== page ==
Bayer’s Xarelto and Eylea are still the top performers within the company’s pharma business. But both drugs are looking at a bumpy road ahead.
For blood thinner Xarelto, the company expects growth in the low teens for 2019 after recording a 12.8% sales expansion last year. That forecast comes despite the drug beating its rivals, including Pfizer and Bristol-Myers Squibb’s Eliquis, to become the first novel oral anticoagulant approved in patients with coronary or peripheral artery disease (CAD/PAD) on the back of strong CV outcomes showing.
On the German pharma's fourth-quarter earnings call, Bayer pharma chief Stefan Oelrich said the company still stands by its $5 billion-plus peak sales estimate for the drug. But in comparing it to Novartis heart failure drug Entresto, which suffered a slow start, Oelrich asked for “a little bit more runway” for the drug’s launch in artery disease as it requires “a real different way of practicing cardiology.”
And Bayer is tuning down its optimism on eye blockbuster Eylea, too, guiding to mere high-single-digit growth for 2019 after about 20% growth in 2018.
There is also the potential launch of Novartis’ next-generation VEGF inhibitor brolucizumab. The drug previously showed it could match Eylea in visual gains in age-related macular degeneration and even showed superiority in some key secondary endpoints. The Novartis drug also has the additional benefit of less frequent dosing.
The Swiss drugmaker has just completed the new drug application submissions in the EU and U.S., and CEO Vas Narasimhan on the company’s own fourth-quarter earnings call said the company used a priority review voucher to ensure a launch in 2019. In its report in January, pharma intelligence shop EvaluatePharma estimated brolucizumab could reach $1.38 billion by 2024 sales.
But Bayer is working on a plan to amp up its pharma sales, even as its top players slow down. Amid concerns that its big Monsanto bulk-up in crop science could hurt its pharma ambitions, Bayer is currently implementing a huge company-wide overhaul that aims to drive down cost and channel resources to secure a brighter future for the drug business. As part of that shakeup, the German conglomerate is cutting about 10% of its entire workforce, or 12,000 jobs, and looks to cast off its animal health unit along with a few consumer health brands, among others.
Early work on that process resulted in Bayer registering an impairment loss of €3.3 billion, which led to a net loss of €3.9 billion in the fourth quarter.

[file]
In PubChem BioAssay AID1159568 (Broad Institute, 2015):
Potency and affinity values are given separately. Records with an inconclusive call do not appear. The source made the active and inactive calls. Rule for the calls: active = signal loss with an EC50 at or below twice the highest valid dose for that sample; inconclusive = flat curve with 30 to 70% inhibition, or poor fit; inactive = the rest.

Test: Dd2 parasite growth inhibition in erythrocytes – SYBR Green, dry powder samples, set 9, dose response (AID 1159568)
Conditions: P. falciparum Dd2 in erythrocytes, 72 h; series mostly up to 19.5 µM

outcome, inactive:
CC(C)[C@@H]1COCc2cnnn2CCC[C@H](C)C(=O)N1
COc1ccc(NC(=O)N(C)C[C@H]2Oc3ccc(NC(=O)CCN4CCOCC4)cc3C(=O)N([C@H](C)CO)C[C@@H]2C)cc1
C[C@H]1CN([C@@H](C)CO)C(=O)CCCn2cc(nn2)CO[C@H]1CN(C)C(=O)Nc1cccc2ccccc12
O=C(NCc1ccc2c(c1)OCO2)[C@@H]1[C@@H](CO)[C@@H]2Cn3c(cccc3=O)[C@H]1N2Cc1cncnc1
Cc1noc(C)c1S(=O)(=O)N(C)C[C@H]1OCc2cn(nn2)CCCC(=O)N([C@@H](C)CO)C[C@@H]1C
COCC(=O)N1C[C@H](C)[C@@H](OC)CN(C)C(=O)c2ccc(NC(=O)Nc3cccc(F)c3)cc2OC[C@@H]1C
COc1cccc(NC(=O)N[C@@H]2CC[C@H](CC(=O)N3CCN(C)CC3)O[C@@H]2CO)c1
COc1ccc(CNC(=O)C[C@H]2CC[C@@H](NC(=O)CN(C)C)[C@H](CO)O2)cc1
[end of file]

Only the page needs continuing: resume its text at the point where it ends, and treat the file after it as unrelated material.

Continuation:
As CEO Werner Baumann said on Wednesday’s call, the divestiture process of its 60% interest in German site services provider Currenta is the most advanced of its cast-off initiatives. The company plans to announce an update on the intended sale of sun care line Coppertone in the first half of this year, and on foot care products Dr. Scholl’s in the second half. It will also reveal what it plans to do with the animal health business alongside its first-quarter earnings, Baumann said.
In the fourth quarter, Bayer’s consumer business missed analysts’ expectations by 3%, with sales of €1.3 billion, impacted by weaker sales in the U.S. and supply constraints. But Bernstein analysts saw a margin improvement versus the third quarter.
“The division is never going to drive a change in momentum for Bayer but stability is all we need,” the team wrote in a Wednesday note to clients.
As Bayer is busy cutting around different parts of the group, growing litigation over its Roundup weedkillers is still a major headache. According to the company, lawsuits that claim the crop drug causes cancer have swelled to 11,200 as of Jan. 28 from 9,300 as of Oct. 30.
While this is an increase, Baumann said it “is by no means a reflection of the merits of the litigation,” insisting that “we are convinced of Glyphosate’s safety profile.”
All told, in what Bernstein analysts called “a lower-quality beat against lowered expectations,” Bayer saw its group's top line turnout beat analysts’ consensus by 9% in the fourth quarter. But the beat was mainly driven by the crop business; as for pharma, segment sales of €4.3 billion came in slightly below estimates, according to Bernstein.